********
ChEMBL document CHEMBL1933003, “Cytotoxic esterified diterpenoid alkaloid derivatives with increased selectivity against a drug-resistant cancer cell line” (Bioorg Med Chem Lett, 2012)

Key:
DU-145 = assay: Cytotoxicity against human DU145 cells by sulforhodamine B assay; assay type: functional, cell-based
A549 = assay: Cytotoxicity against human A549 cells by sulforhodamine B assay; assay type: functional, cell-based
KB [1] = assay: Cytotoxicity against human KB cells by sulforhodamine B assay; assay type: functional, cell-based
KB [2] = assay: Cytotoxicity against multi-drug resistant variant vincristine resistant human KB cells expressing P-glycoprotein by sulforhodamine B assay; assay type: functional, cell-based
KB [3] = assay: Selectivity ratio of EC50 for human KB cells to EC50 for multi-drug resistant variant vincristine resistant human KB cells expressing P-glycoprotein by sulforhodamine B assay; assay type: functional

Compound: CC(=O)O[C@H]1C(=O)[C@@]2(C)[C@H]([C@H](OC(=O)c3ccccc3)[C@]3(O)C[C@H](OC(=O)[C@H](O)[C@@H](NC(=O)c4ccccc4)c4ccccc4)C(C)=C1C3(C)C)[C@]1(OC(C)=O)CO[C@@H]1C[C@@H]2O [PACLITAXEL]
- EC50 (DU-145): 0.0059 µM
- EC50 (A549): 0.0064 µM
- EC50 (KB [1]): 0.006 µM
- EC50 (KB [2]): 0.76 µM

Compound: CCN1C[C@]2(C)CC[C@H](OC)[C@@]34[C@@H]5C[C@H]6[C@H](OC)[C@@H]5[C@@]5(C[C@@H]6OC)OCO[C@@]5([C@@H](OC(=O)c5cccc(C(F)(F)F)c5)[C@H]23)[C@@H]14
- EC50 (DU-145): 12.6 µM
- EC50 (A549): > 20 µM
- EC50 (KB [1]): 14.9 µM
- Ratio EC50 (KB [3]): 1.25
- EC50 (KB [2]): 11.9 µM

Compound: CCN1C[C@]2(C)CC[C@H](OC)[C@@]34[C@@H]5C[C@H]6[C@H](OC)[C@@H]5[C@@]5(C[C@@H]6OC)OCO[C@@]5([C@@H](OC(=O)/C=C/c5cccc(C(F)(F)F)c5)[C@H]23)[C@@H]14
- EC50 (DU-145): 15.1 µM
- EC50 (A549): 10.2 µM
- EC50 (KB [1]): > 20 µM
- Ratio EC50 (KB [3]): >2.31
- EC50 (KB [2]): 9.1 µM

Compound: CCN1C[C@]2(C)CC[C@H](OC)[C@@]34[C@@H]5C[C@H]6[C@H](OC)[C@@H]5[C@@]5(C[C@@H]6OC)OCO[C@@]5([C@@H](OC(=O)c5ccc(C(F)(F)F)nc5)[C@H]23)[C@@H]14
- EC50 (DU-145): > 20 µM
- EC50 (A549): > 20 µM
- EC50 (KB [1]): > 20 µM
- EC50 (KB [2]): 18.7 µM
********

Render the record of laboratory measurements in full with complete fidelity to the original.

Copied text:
ChEMBL document CHEMBL1933003, “Cytotoxic esterified diterpenoid alkaloid derivatives with increased selectivity against a drug-resistant cancer cell line” (Bioorg Med Chem Lett, 2012)

Key:
DU-145 = assay: Cytotoxicity against human DU145 cells by sulforhodamine B assay; assay type: functional, cell-based
A549 = assay: Cytotoxicity against human A549 cells by sulforhodamine B assay; assay type: functional, cell-based
KB [1] = assay: Cytotoxicity against human KB cells by sulforhodamine B assay; assay type: functional, cell-based
KB [2] = assay: Cytotoxicity against multi-drug resistant variant vincristine resistant human KB cells expressing P-glycoprotein by sulforhodamine B assay; assay type: functional, cell-based
KB [3] = assay: Selectivity ratio of EC50 for human KB cells to EC50 for multi-drug resistant variant vincristine resistant human KB cells expressing P-glycoprotein by sulforhodamine B assay; assay type: functional

Compound: CC(=O)O[C@H]1C(=O)[C@@]2(C)[C@H]([C@H](OC(=O)c3ccccc3)[C@]3(O)C[C@H](OC(=O)[C@H](O)[C@@H](NC(=O)c4ccccc4)c4ccccc4)C(C)=C1C3(C)C)[C@]1(OC(C)=O)CO[C@@H]1C[C@@H]2O [PACLITAXEL]
- EC50 (DU-145): 0.0059 µM
- EC50 (A549): 0.0064 µM
- EC50 (KB [1]): 0.006 µM
- EC50 (KB [2]): 0.76 µM

Compound: CCN1C[C@]2(C)CC[C@H](OC)[C@@]34[C@@H]5C[C@H]6[C@H](OC)[C@@H]5[C@@]5(C[C@@H]6OC)OCO[C@@]5([C@@H](OC(=O)c5cccc(C(F)(F)F)c5)[C@H]23)[C@@H]14
- EC50 (DU-145): 12.6 µM
- EC50 (A549): > 20 µM
- EC50 (KB [1]): 14.9 µM
- Ratio EC50 (KB [3]): 1.25
- EC50 (KB [2]): 11.9 µM

Compound: CCN1C[C@]2(C)CC[C@H](OC)[C@@]34[C@@H]5C[C@H]6[C@H](OC)[C@@H]5[C@@]5(C[C@@H]6OC)OCO[C@@]5([C@@H](OC(=O)/C=C/c5cccc(C(F)(F)F)c5)[C@H]23)[C@@H]14
- EC50 (DU-145): 15.1 µM
- EC50 (A549): 10.2 µM
- EC50 (KB [1]): > 20 µM
- Ratio EC50 (KB [3]): >2.31
- EC50 (KB [2]): 9.1 µM

Compound: CCN1C[C@]2(C)CC[C@H](OC)[C@@]34[C@@H]5C[C@H]6[C@H](OC)[C@@H]5[C@@]5(C[C@@H]6OC)OCO[C@@]5([C@@H](OC(=O)c5ccc(C(F)(F)F)nc5)[C@H]23)[C@@H]14
- EC50 (DU-145): > 20 µM
- EC50 (A549): > 20 µM
- EC50 (KB [1]): > 20 µM
- EC50 (KB [2]): 18.7 µM